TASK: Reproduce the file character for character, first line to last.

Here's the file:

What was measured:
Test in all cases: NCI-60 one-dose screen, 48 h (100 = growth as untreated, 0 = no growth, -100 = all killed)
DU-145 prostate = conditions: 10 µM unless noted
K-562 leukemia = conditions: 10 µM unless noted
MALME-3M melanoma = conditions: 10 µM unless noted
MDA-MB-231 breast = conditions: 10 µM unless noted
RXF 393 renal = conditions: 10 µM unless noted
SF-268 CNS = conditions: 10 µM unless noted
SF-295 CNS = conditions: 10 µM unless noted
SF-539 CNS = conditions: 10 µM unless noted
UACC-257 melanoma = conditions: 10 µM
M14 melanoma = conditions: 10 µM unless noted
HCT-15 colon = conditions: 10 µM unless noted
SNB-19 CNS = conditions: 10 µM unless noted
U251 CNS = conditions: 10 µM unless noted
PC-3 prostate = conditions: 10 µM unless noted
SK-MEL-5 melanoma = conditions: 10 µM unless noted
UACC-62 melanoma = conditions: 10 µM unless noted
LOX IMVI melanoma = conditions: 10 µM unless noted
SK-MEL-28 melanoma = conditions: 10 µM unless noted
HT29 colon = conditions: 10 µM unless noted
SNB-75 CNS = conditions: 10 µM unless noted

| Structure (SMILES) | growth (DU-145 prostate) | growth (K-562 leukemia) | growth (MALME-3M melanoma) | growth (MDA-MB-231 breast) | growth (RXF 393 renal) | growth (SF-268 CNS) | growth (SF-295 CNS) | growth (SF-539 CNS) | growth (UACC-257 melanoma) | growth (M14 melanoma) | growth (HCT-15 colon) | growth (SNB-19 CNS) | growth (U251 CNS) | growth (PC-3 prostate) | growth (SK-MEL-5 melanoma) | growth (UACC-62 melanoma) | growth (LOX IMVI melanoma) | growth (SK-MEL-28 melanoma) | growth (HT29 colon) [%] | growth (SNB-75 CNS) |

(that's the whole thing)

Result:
What was measured:
Test in all cases: NCI-60 one-dose screen, 48 h (100 = growth as untreated, 0 = no growth, -100 = all killed)
DU-145 prostate = conditions: 10 µM unless noted
K-562 leukemia = conditions: 10 µM unless noted
MALME-3M melanoma = conditions: 10 µM unless noted
MDA-MB-231 breast = conditions: 10 µM unless noted
RXF 393 renal = conditions: 10 µM unless noted
SF-268 CNS = conditions: 10 µM unless noted
SF-295 CNS = conditions: 10 µM unless noted
SF-539 CNS = conditions: 10 µM unless noted
UACC-257 melanoma = conditions: 10 µM
M14 melanoma = conditions: 10 µM unless noted
HCT-15 colon = conditions: 10 µM unless noted
SNB-19 CNS = conditions: 10 µM unless noted
U251 CNS = conditions: 10 µM unless noted
PC-3 prostate = conditions: 10 µM unless noted
SK-MEL-5 melanoma = conditions: 10 µM unless noted
UACC-62 melanoma = conditions: 10 µM unless noted
LOX IMVI melanoma = conditions: 10 µM unless noted
SK-MEL-28 melanoma = conditions: 10 µM unless noted
HT29 colon = conditions: 10 µM unless noted
SNB-75 CNS = conditions: 10 µM unless noted

| Structure (SMILES) | growth (DU-145 prostate) | growth (K-562 leukemia) | growth (MALME-3M melanoma) | growth (MDA-MB-231 breast) | growth (RXF 393 renal) | growth (SF-268 CNS) | growth (SF-295 CNS) | growth (SF-539 CNS) | growth (UACC-257 melanoma) | growth (M14 melanoma) | growth (HCT-15 colon) | growth (SNB-19 CNS) | growth (U251 CNS) | growth (PC-3 prostate) | growth (SK-MEL-5 melanoma) | growth (UACC-62 melanoma) | growth (LOX IMVI melanoma) | growth (SK-MEL-28 melanoma) | growth (HT29 colon) [%] | growth (SNB-75 CNS) |